Tim Kowal: 5:44
I think that's great advice. We, I still get a lot of a lot of clients, and I have to have that conversation with them about the difference between getting justice and just really, what do you want? And don't tell me, you know, to vindicate a principle or you want justice, because that's just the name on the side of the building. You know, that's not what is actually dispense there.
Jeff Lewis: 6:05
Tim Kowal: 6:06
That's my cynical view.
Jeff Lewis: 6:08
Holy smokes you two. What about the truth?
Lee Goldberg: 6:12
Yeah, well, truth justice, the America way? Well, I guess that belongs to Superman.
Tim Kowal: 6:18
Well, that gets this let us segue into the next subject I wanted to talk with you about and most attorneys probably have a vague idea of what General Counsel does and what it is. But my guess is that most of us attorneys don't really have a really good idea and accurate idea of what a general counsel is or does so in your experience, or what have you glean? What do you think trial trial attorneys and litigators think that General Counsel does versus the reality of what General Counsel really does?
Lee Goldberg: 6:44
Ah, I, I get a lot of weird questions about what I do. I will tell you, most attorneys, whether they're transactional or litigation unless they're specialized as General Counsel, they really don't understand what it is we do every single day. And the best way I can explain it is we are a C suite executive in the firm in the company. We operate with all of the other operating and corporate officers to essentially effectuate all their plans and organizations and operations for their business. We also sit, we handle the overview of all strategic planning for the business, both 123 510 and exit strategy planning years out. All right. And then third major category, which is how I'm involved with litigators, as we handle all or manage all dispute resolution. You can't operate a business these days without some dispute. You have to have the best guys around you now. If we can handle a dispute and resolution before it gets to litigation, that's certainly my preference. But if it gets to litigation, I choose litigators and bring litigators in that are specialized to handle those things. And that's, that's what we do in every every specific profession that helps a company is part of our job is to know the people that we can bring in to help whether financial accounting, sales, marketing, production doesn't matter. So knowing litigators, and knowing good appellate lawyers for litigation is actually part of my job. It has to be.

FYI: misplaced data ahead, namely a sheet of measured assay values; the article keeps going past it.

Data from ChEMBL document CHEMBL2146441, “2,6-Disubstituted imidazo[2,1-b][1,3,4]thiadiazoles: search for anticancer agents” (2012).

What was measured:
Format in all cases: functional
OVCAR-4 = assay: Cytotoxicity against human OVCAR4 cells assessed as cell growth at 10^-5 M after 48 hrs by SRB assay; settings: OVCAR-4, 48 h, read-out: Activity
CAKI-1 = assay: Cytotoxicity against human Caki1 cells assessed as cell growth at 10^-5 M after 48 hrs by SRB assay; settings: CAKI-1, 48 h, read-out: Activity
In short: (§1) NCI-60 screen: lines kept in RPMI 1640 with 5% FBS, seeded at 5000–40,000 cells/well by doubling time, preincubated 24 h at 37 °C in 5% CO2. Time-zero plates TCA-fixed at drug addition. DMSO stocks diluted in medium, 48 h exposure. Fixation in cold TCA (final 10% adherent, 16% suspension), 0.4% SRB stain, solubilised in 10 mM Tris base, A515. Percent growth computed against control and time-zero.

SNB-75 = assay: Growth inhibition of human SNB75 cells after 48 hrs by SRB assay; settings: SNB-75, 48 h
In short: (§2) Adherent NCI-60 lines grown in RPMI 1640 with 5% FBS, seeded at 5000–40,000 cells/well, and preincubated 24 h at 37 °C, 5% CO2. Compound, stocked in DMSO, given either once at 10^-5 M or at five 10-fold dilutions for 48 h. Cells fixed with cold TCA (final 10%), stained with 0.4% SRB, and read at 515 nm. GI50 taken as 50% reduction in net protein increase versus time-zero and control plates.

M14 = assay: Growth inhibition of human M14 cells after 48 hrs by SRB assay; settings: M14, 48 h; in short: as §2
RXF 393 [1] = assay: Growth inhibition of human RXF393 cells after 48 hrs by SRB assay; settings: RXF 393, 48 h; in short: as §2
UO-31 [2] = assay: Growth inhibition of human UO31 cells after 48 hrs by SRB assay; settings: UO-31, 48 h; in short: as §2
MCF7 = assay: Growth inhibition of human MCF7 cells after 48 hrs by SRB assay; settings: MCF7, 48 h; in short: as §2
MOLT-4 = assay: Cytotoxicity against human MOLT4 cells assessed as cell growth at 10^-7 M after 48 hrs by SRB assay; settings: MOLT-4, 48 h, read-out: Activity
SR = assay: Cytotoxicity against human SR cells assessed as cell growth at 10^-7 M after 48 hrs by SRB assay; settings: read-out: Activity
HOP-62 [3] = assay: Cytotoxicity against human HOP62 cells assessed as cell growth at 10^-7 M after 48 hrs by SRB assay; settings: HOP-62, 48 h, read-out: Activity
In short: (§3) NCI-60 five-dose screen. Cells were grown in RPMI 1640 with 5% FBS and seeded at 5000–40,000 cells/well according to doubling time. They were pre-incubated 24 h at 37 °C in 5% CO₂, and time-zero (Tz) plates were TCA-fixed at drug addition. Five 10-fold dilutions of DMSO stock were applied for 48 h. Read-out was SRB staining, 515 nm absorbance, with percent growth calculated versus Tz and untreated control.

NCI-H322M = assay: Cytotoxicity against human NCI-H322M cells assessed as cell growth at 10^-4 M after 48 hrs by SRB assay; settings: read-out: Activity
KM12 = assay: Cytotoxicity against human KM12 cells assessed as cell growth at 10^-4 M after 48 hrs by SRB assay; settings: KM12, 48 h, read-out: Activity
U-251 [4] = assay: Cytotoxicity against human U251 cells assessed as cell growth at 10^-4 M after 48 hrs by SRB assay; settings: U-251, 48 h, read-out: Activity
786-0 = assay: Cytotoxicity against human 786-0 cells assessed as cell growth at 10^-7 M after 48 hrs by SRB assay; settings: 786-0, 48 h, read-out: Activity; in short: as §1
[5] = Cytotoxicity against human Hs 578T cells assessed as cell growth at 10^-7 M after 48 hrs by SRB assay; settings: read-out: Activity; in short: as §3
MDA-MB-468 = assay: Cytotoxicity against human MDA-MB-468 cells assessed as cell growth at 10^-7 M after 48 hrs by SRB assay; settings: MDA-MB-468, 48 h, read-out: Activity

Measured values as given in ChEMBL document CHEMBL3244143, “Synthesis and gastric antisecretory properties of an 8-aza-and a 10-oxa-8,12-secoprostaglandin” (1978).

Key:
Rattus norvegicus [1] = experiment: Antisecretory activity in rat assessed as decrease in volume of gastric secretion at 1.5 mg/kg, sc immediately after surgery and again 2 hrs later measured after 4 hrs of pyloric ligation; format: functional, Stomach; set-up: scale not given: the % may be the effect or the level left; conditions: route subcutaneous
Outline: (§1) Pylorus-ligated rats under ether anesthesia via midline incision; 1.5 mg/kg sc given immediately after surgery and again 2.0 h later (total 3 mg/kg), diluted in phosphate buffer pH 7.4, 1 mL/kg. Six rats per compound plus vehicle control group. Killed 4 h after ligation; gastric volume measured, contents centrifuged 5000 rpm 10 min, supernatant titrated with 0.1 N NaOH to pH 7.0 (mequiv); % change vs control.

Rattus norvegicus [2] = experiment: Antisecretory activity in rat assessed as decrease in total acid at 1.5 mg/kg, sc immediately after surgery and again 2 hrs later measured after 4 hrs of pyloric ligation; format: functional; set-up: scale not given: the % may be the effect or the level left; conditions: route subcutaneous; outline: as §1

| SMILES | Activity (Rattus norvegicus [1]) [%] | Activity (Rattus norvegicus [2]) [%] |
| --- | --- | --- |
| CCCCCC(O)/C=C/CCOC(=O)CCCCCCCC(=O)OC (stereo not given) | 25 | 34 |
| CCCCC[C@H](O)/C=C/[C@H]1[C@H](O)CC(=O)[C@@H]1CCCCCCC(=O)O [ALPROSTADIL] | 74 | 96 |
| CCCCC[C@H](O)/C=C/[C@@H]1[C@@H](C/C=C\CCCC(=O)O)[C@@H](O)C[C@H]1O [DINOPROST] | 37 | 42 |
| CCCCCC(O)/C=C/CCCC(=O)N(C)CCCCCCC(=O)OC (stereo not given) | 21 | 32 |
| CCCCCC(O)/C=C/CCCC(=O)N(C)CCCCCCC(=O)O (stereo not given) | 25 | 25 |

Jeff Lewis: 8:37
Hey, I've got a question. On a related note, as an appellate attorney, I'm interested to know as General Counsel, do you tend to favor the use of arbitration clauses? Or do you use private judging or good old fashioned Superior Court litigation?
Lee Goldberg: 8:54